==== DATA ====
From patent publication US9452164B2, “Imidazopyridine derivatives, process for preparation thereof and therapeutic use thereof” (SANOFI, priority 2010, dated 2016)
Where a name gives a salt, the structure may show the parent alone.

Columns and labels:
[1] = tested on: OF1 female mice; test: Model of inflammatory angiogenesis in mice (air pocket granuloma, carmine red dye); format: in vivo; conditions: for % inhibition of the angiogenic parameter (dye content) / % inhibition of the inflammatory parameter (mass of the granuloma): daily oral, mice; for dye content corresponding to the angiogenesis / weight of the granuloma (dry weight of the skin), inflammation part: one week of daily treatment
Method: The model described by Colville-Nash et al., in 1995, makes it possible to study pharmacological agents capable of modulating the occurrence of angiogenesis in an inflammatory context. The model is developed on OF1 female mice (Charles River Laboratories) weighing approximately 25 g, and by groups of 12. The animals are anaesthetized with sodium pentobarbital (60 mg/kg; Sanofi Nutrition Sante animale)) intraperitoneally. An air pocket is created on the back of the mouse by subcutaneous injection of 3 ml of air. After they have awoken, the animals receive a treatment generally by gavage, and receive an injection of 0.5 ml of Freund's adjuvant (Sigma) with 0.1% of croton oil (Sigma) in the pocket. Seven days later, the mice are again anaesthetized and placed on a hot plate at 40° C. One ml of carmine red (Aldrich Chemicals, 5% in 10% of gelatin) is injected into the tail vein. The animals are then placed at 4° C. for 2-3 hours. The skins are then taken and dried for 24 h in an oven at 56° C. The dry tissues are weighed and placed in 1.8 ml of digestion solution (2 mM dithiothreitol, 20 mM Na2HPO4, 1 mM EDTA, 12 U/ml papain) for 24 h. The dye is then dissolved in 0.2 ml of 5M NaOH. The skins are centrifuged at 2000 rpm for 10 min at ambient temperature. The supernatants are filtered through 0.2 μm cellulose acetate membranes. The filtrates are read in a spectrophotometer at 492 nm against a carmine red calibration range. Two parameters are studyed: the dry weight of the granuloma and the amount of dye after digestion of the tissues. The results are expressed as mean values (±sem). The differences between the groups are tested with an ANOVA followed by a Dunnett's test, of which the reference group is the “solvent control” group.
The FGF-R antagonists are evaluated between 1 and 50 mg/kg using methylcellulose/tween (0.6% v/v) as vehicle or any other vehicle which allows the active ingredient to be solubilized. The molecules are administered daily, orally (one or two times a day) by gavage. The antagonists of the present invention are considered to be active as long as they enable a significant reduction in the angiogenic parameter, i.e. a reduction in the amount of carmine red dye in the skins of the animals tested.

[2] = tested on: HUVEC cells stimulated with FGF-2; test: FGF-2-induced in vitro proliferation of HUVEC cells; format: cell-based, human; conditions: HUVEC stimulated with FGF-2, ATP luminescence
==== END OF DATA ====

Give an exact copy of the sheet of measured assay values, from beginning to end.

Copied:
From patent publication US9452164B2, “Imidazopyridine derivatives, process for preparation thereof and therapeutic use thereof” (SANOFI, priority 2010, dated 2016)
Where a name gives a salt, the structure may show the parent alone.

Columns and labels:
[1] = tested on: OF1 female mice; test: Model of inflammatory angiogenesis in mice (air pocket granuloma, carmine red dye); format: in vivo; conditions: for % inhibition of the angiogenic parameter (dye content) / % inhibition of the inflammatory parameter (mass of the granuloma): daily oral, mice; for dye content corresponding to the angiogenesis / weight of the granuloma (dry weight of the skin), inflammation part: one week of daily treatment
Method: The model described by Colville-Nash et al., in 1995, makes it possible to study pharmacological agents capable of modulating the occurrence of angiogenesis in an inflammatory context. The model is developed on OF1 female mice (Charles River Laboratories) weighing approximately 25 g, and by groups of 12. The animals are anaesthetized with sodium pentobarbital (60 mg/kg; Sanofi Nutrition Sante animale)) intraperitoneally. An air pocket is created on the back of the mouse by subcutaneous injection of 3 ml of air. After they have awoken, the animals receive a treatment generally by gavage, and receive an injection of 0.5 ml of Freund's adjuvant (Sigma) with 0.1% of croton oil (Sigma) in the pocket. Seven days later, the mice are again anaesthetized and placed on a hot plate at 40° C. One ml of carmine red (Aldrich Chemicals, 5% in 10% of gelatin) is injected into the tail vein. The animals are then placed at 4° C. for 2-3 hours. The skins are then taken and dried for 24 h in an oven at 56° C. The dry tissues are weighed and placed in 1.8 ml of digestion solution (2 mM dithiothreitol, 20 mM Na2HPO4, 1 mM EDTA, 12 U/ml papain) for 24 h. The dye is then dissolved in 0.2 ml of 5M NaOH. The skins are centrifuged at 2000 rpm for 10 min at ambient temperature. The supernatants are filtered through 0.2 μm cellulose acetate membranes. The filtrates are read in a spectrophotometer at 492 nm against a carmine red calibration range. Two parameters are studyed: the dry weight of the granuloma and the amount of dye after digestion of the tissues. The results are expressed as mean values (±sem). The differences between the groups are tested with an ANOVA followed by a Dunnett's test, of which the reference group is the “solvent control” group.
The FGF-R antagonists are evaluated between 1 and 50 mg/kg using methylcellulose/tween (0.6% v/v) as vehicle or any other vehicle which allows the active ingredient to be solubilized. The molecules are administered daily, orally (one or two times a day) by gavage. The antagonists of the present invention are considered to be active as long as they enable a significant reduction in the angiogenic parameter, i.e. a reduction in the amount of carmine red dye in the skins of the animals tested.

[2] = tested on: HUVEC cells stimulated with FGF-2; test: FGF-2-induced in vitro proliferation of HUVEC cells; format: cell-based, human; conditions: HUVEC stimulated with FGF-2, ATP luminescence